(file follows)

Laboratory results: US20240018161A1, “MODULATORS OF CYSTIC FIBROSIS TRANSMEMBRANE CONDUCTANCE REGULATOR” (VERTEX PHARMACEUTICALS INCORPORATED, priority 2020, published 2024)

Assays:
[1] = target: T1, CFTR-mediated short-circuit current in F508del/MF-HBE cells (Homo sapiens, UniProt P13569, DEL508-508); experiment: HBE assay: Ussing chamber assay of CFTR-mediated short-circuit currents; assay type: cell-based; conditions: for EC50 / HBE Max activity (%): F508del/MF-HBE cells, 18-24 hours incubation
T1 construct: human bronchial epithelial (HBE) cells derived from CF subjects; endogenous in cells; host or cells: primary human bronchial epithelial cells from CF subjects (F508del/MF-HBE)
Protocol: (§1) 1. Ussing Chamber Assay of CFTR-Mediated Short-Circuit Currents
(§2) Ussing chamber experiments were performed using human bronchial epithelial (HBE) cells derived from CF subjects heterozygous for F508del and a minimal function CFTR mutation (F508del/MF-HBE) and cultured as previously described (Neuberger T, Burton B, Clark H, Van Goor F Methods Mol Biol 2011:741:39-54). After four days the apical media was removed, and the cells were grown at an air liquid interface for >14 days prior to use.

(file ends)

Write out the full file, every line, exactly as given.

Laboratory results: US20240018161A1, “MODULATORS OF CYSTIC FIBROSIS TRANSMEMBRANE CONDUCTANCE REGULATOR” (VERTEX PHARMACEUTICALS INCORPORATED, priority 2020, published 2024)

Assays:
[1] = target: T1, CFTR-mediated short-circuit current in F508del/MF-HBE cells (Homo sapiens, UniProt P13569, DEL508-508); experiment: HBE assay: Ussing chamber assay of CFTR-mediated short-circuit currents; assay type: cell-based; conditions: for EC50 / HBE Max activity (%): F508del/MF-HBE cells, 18-24 hours incubation
T1 construct: human bronchial epithelial (HBE) cells derived from CF subjects; endogenous in cells; host or cells: primary human bronchial epithelial cells from CF subjects (F508del/MF-HBE)
Protocol: (§1) 1. Ussing Chamber Assay of CFTR-Mediated Short-Circuit Currents
(§2) Ussing chamber experiments were performed using human bronchial epithelial (HBE) cells derived from CF subjects heterozygous for F508del and a minimal function CFTR mutation (F508del/MF-HBE) and cultured as previously described (Neuberger T, Burton B, Clark H, Van Goor F Methods Mol Biol 2011:741:39-54). After four days the apical media was removed, and the cells were grown at an air liquid interface for >14 days prior to use.